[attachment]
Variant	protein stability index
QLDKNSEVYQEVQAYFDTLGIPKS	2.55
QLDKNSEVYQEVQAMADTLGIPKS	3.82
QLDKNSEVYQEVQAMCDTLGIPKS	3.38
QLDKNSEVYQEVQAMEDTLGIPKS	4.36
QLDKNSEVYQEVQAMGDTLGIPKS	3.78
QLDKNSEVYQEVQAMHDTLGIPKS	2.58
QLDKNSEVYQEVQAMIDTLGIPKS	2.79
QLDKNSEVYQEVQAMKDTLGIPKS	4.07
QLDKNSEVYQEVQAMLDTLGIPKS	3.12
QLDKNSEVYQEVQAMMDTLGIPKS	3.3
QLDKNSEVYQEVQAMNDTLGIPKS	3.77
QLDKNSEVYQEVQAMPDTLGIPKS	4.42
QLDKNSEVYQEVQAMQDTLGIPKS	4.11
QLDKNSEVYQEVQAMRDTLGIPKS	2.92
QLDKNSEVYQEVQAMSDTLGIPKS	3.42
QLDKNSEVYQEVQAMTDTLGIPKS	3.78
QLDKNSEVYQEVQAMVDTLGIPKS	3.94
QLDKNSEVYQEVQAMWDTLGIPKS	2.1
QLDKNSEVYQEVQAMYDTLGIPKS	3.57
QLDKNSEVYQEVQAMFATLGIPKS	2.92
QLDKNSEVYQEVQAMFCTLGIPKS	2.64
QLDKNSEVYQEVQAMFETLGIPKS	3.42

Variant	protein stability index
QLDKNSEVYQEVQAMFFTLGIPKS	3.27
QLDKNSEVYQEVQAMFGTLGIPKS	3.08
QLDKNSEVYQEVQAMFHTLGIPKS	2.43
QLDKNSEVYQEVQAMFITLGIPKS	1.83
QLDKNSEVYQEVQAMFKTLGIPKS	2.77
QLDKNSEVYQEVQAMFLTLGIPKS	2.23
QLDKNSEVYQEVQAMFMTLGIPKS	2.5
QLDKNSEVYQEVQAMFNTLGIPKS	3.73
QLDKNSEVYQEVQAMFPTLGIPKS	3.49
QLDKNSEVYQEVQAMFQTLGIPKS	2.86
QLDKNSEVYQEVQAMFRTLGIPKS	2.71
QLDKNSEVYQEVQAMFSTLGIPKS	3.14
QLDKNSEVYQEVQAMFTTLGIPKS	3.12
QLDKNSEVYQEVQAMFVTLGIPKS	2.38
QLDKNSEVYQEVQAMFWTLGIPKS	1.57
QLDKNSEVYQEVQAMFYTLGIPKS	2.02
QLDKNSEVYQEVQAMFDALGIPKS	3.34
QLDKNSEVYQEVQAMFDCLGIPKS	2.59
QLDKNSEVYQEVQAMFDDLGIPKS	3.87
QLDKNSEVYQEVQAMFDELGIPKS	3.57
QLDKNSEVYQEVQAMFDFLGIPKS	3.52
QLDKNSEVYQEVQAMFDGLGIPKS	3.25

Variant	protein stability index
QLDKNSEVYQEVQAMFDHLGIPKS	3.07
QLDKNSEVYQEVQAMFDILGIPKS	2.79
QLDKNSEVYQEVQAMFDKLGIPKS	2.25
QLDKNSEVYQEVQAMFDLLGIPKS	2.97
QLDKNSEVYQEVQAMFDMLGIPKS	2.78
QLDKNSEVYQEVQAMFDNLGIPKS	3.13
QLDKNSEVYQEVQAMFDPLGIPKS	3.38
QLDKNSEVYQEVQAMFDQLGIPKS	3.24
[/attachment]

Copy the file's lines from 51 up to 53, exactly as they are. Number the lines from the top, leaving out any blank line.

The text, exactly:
QLDKNSEVYQEVQAMFDLLGIPKS	2.97
QLDKNSEVYQEVQAMFDMLGIPKS	2.78
QLDKNSEVYQEVQAMFDNLGIPKS	3.13